Under such parameters, if the plan B is taken into consideration, it can be stated that this plan appears to be a very slow process. This could be a very dangerous ploy and the result could be devastating for the economy. It should be noted that a very fast and effective measure is needed and Plan B lacks that speed of operations that is required in this case. As per implecation of Plan B is concerned it can be mentioned, “Pressure is also mounting from constituents for Congress to take action to stop the extreme volatility in the markets as their investments have plummeted. While stiff opposition to a bailout of Wall Street is apparent, direct damage to the net worth of individuals has prompted a call for action” (Rankin, 1) Thus, it appears that Plan B is not workable at all.
On the other hand, Plan C has its own faults. Henry Paulson, Treasury secretary, indicates, “This lack of affordable consumer credit undermines consumer spending and as a result weakens our economy“. (3news, 1) Thus, it is difficult to implement this plan on a large scale. The market appears frozen and the credit system is crippled as investors pulled out $240 billion out of the market particularly from the field of auto loans and credit card market. The Federal Reserve bailout plan of $180 billion could be instrumental in luring investors into the market. In a way, this could prove to be the ideal stage to implement Plan C though there are enough risk involved. Nevertheless, Plan C is quite complicated in nature and it the Federal Reserve is reluctant to use it right now and hold it until February 2009. (3 news, 1).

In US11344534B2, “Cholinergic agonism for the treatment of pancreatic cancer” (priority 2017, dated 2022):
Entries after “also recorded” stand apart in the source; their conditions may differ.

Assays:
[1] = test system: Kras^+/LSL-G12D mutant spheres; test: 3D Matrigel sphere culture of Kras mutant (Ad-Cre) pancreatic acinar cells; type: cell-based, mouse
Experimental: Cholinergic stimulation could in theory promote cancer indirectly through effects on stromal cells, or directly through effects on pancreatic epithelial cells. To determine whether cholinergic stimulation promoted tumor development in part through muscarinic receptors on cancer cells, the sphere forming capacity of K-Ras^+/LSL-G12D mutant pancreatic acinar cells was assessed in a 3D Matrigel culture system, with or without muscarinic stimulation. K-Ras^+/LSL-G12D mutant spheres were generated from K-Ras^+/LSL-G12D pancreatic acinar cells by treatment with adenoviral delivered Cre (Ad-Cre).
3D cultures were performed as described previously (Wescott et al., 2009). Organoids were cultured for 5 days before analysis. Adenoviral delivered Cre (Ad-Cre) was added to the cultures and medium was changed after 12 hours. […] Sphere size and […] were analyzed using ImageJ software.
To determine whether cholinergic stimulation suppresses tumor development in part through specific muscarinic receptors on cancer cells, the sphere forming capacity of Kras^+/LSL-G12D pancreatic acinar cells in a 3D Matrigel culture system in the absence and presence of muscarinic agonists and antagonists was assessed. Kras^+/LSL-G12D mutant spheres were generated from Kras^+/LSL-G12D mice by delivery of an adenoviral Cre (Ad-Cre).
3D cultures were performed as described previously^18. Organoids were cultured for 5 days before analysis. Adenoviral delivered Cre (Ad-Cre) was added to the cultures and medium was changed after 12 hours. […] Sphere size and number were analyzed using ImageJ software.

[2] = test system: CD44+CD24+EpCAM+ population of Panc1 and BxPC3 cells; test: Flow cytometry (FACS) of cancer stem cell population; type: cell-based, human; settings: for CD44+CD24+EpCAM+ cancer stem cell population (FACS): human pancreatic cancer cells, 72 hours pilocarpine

However, serious situation demands serious risks. As it is, it looks like the Plan B would not be effectively instrumental without a long termed result and this is a situation that needs quick response. Thus, the best measure is to wait until February 2009 and implement the Plan C. During this time the drawbacks of the plan would be well sorted out and thus the implementation would be more error free and sustainable. That way, it would be faster and effective than Plan B. Thus, Plan C is the most favorable plan under these circumstances and the government should be instrumental in implementing this plan.
Labaton, Stephen & Andrews, Edmund L; In Rescue to Stabilize Lending, U.S. Takes Over Mortgage Finance Titans; NY Times; 2008. Web.
Schwarzman, Steve; Raging bull; The Economist; 2008. Web.
Heitfield, Erik; Resecuritization: a Post Mortem; National Association of Business Economics Annual Meeting; Federal Reserve Board; 2008.
Ludwig, Ronnie; A silver lining for the credit crunch?; BBC NEWS; 2008. Web.
Rankin, Kyle; Plan B: Go to Congress, Make a Right; Black and White Program; 2008. Web.
US to try bailout ‘plan C’ to solve credit crisis; 3 News / CBS; Wed, 2008. Web.